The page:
20th September 2015
Patrolling the Boundary – a view from the outfield
Judging from noises emanating from media, insular cricketing personnel and representative cricket boards too, West Indies’ present cricket captaincy came down to being nearly a mano-y-mano affair, at least an imaginary one, featuring Barbados’ young fast bowling all-rounder Jason Holder and Trinidad & Tobago’s seasoned wicket-keeper batsman Denesh Ramdin.
Even in cyberspace that would be a no-contest but that supposition of one versus the other is also far from the truth. This recent captaincy appointment of Holder to lead WI to Sri Lanka and onwards is all about efficiency, complete effort, hopeful and anticipated success, and most importantly, the future of what could positively transpire in WI teams over the next decade or so.
Paraphrasing actor Michael Douglas in the film ‘The American President’ describing attitude, fight and determination needed when acquiring American citizenship, these are also required to be good present WI ODI, Tests and T-20s captains. You have to want it bad but it is not at all easy!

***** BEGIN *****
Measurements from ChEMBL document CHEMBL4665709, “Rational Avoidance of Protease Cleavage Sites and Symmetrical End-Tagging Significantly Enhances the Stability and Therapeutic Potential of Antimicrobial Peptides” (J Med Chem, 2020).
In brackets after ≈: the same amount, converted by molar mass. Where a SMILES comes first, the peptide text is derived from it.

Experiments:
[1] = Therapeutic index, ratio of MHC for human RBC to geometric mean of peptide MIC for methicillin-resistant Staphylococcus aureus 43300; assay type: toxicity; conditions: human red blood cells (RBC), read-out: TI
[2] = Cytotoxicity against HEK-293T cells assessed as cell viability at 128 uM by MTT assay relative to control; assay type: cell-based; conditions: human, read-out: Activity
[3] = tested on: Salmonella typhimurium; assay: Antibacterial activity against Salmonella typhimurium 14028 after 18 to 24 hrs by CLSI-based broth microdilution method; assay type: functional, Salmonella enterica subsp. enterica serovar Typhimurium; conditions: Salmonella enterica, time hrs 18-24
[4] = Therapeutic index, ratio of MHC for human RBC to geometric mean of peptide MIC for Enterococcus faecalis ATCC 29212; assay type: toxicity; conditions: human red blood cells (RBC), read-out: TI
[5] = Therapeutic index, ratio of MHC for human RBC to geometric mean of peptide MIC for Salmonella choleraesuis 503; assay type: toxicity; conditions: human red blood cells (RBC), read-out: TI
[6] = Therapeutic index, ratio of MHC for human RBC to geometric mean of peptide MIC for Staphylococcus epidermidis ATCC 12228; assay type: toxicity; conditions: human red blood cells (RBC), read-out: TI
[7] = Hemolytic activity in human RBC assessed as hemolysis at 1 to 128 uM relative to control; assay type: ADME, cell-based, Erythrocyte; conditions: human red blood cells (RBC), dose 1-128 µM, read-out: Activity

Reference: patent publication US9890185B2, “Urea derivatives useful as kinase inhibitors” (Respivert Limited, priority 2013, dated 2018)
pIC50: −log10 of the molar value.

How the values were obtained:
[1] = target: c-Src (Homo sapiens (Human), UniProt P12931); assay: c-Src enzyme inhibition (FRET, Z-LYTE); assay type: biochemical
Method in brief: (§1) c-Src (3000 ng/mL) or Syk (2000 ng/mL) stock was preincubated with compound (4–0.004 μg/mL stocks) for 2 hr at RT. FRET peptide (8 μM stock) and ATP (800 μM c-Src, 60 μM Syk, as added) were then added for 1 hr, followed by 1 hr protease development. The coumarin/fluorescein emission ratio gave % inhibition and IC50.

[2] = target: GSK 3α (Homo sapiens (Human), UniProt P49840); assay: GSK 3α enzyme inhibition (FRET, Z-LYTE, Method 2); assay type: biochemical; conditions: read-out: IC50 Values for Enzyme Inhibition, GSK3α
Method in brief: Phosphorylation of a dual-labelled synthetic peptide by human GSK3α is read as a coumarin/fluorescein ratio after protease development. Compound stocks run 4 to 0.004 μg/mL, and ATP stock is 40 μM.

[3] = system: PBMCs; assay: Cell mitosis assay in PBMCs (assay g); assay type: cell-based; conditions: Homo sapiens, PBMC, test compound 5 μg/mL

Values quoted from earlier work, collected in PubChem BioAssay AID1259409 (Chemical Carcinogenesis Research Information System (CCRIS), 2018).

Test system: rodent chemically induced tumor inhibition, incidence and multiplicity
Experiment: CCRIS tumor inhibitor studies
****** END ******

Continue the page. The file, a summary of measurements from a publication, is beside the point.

As Douglas suggested about citizens accepting another US citizen’s right to burn USA’s national flag – ‘Star Spangled Banner’ – which is legal in USA, accepting appointments for WI captaincy could also present conundrums of emotions, especially in still conflicting Caribbean.
In Delta Airlines’ ‘Delta Sky’ September 2015 magazine, which I recently read on a cricketing trip to Minneapolis-St. Paul, Minnesota, two highly revered, supremely successful, fully legendary university coaches are featured – Ohio State University’s football/grid-iron coach Urban Meyer and Duke University’s (North Carolina) basketball coach Mike ‘Coach K’ Krzyzewski.
For US collegiate sports followers, Ohio State University’s teams are called ‘Buckeyes’ while teams representing Duke University are called ‘Blue Devils’.